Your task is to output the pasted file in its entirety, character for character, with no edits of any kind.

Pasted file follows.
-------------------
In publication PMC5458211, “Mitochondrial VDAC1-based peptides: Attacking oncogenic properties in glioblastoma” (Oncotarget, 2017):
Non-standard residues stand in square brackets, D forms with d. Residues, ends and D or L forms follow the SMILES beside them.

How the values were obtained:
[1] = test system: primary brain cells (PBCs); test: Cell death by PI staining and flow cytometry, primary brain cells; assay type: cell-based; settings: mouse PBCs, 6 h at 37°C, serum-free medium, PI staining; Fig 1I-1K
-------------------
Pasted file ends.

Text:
In publication PMC5458211, “Mitochondrial VDAC1-based peptides: Attacking oncogenic properties in glioblastoma” (Oncotarget, 2017):
Non-standard residues stand in square brackets, D forms with d. Residues, ends and D or L forms follow the SMILES beside them.

How the values were obtained:
[1] = test system: primary brain cells (PBCs); test: Cell death by PI staining and flow cytometry, primary brain cells; assay type: cell-based; settings: mouse PBCs, 6 h at 37°C, serum-free medium, PI staining; Fig 1I-1K